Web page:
Webos as a mobile platform never got its time in the sun. Perhaps it never even stood a chance. Despite that, the operating system and the devices powered by it remain fascinating to me. There were so many nice ideas and fresh takes packed in I can not help but fantasize.
Could I use one?
How would they work today?
A friend borrowed me a whole flight of devices to play with.
Here we have a Pre 3, a Veer, a Pre, and a Touchpad. They represent almost the entirety of Webos hardware released by Palm and HP. Playing with them feels like a glimps of an alternate future. A world like our own, yet unfamiliar.
A world where, for some reason, hardware keyboards remained a thing.
Those hardware keyboards sure have not aged well. They do work, but it is abundantly clear why they were never a good idea. Apart from being minuscle (but yes, still usable) they are stuck with their layout and need to be pulled out whenever text entry is needed. The disconnect is a little similar to when you write on an Ipad using a keyboard and need to lift your finger to the screen to do certain things, only in reverse. (Did that make any sense?)
On the other hand, the whole keyboard thing does enable nice things. The screen experience feels cleaner and calmer when there are no software keyboards popping up. More importantly, screen sizes can be much more flexible.
The touch interface itself is lovely. It is not always snappy, but it always looks and feels good. A lot is based on swipes from different edges of the screen, and there are few enough variants and enough standardization that it feels easy to get into. The phones also have touch sensitivity below the screen, where you can tap to activate the task switcher, swipe back and forward and probably some more things I am forgetting. The bright line flashes or pulsates to reflect what you did, and can also blink to indicated notifications.
This is the Veer close up. I am completely in love with this form factor, and I am very sure I would not like to try and use a software keyboard crammed onto this screen. Even though the keyboard is so clunky and limiting in itself, the whole package is tantilizing enough to make me wonder if there would have been more good ideas to find down that path.
Something else which struck me about the Veer is that it could be seen as a predecessor to today's smart watches. Ultra-compact, great for glancing at things … I was not surprised to read LG (the current owners of Webos) have actually released a watch running this OS. The Veer has one up on a watch by actually being a full phone when needed, and I feel a modern phone could have a niche to fill here. I mainly listen to my phone and do some light reading, but sometimes I need all the opportunities (apps, full web sites) to be available even if somewhat cramped.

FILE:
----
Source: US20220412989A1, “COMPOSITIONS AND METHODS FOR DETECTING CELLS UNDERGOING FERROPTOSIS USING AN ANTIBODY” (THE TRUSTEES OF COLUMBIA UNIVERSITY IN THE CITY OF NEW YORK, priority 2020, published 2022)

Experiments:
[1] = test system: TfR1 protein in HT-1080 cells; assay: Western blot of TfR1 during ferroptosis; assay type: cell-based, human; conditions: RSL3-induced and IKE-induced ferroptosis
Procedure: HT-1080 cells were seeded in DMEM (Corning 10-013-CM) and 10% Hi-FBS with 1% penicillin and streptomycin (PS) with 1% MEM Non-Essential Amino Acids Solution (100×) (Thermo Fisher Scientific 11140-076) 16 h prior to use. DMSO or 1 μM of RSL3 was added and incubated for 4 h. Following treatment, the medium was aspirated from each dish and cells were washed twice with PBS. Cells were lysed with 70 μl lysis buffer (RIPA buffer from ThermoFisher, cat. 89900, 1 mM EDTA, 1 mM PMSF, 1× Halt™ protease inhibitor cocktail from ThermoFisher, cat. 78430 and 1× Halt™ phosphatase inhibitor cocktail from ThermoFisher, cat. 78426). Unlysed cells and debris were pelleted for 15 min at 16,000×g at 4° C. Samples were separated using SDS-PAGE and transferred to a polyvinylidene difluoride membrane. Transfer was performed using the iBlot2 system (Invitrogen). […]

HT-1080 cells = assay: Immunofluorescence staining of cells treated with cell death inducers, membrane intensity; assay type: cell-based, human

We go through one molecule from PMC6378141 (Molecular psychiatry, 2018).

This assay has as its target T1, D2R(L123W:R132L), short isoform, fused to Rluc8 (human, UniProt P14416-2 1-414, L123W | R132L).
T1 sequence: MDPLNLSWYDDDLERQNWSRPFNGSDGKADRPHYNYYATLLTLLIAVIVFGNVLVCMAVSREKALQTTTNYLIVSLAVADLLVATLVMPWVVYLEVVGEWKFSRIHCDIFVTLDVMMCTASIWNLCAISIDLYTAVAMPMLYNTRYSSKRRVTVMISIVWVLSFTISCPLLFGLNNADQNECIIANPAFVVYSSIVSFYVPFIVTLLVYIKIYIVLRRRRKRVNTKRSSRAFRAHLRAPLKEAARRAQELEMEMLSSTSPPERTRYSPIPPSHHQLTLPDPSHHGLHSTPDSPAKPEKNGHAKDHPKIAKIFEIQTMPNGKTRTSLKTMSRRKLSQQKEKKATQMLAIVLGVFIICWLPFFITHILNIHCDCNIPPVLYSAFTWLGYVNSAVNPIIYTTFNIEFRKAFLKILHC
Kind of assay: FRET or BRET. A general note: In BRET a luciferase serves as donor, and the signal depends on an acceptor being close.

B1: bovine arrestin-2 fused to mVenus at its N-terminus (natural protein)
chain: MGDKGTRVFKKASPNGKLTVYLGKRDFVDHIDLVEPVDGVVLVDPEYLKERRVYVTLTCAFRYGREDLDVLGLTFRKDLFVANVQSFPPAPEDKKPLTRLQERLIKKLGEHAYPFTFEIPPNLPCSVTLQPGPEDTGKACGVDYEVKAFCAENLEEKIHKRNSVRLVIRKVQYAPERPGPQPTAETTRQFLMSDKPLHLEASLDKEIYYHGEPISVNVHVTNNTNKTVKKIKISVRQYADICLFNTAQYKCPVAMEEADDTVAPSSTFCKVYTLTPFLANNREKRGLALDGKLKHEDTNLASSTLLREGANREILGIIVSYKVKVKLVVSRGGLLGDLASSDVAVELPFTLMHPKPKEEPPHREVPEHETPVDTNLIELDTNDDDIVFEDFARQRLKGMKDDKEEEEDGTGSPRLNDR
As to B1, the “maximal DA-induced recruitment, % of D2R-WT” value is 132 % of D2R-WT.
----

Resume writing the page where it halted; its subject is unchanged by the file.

I could see myself using a three-inch Iphone, or as small as they could be made while still somehow providing a workable keyboard.
Use - stuck in the past
The Touchpad feels a little better, just from having a bit more power and a few more pixels of breathing room for sites. But the options for actual use are just as limited. Just like the Veer, it is nice to see just how well Webos scales, this time to a larger screen. It gains a nice on-screen. keyboard, but otherwise it just grows effortlessly to the form factor whithout any strange changes feeling called for.
I love the look and feel of all three phones. They look calm, made for humans and … warm? Gadgets in black easily take on the sterile or even slightly evil appearance, but the Webos phones make me think of warm, smooth pebbles. Spa rocks. I can sit and turn them over in my hand all day, occasionally sliding out the keyboard with a satisfying click.
The Touchpad looks pretty nice, but feels very cheap. When I hold it, I always think of an Ipad put in some slightly soft plastic case. It feels in my hands as if I could twist it a bit, make an outer layer come off and then hold the actual device. Unfortunately not.
Each time I try to use one of the phones or the tablet, I am reminded just how old and antiquated they are. I could not use one as my daily phone, unless I was happy to stop using my phone for anything but calls.
Many of the ideas were great. Some were too early. The whole push was perhaps too late. Some ideas were just wrong.
And yet, the artifacts remain. Beautiful time capsules, frozen in shape and form. First steps on a path to nowhere. The possibilities of an untried timeline will always be endless.
I have put them back in their boxes several times only to take them out. To play just a little bit more.
To think, once again, that perhaps I could use one.
How I restored the Touchpad to Webos after running Android